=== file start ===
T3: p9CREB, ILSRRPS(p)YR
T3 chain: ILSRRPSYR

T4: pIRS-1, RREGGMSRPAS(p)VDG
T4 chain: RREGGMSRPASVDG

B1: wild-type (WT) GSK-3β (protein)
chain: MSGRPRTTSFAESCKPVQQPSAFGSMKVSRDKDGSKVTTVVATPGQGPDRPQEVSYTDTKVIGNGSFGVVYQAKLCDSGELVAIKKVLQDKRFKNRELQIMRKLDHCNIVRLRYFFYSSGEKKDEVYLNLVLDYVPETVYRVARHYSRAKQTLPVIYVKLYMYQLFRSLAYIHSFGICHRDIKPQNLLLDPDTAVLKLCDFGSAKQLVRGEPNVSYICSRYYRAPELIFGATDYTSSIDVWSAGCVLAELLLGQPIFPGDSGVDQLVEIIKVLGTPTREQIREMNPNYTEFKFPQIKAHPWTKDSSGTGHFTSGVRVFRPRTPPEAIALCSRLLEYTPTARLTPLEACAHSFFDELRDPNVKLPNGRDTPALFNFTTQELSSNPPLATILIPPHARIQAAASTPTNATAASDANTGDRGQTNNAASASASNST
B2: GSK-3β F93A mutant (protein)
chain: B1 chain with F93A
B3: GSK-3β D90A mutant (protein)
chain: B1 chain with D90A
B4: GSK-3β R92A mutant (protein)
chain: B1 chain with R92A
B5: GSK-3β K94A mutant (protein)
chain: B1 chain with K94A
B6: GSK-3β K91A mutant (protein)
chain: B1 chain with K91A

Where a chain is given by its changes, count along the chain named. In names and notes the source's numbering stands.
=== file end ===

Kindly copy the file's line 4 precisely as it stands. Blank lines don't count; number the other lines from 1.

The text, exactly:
T4 chain: RREGGMSRPASVDG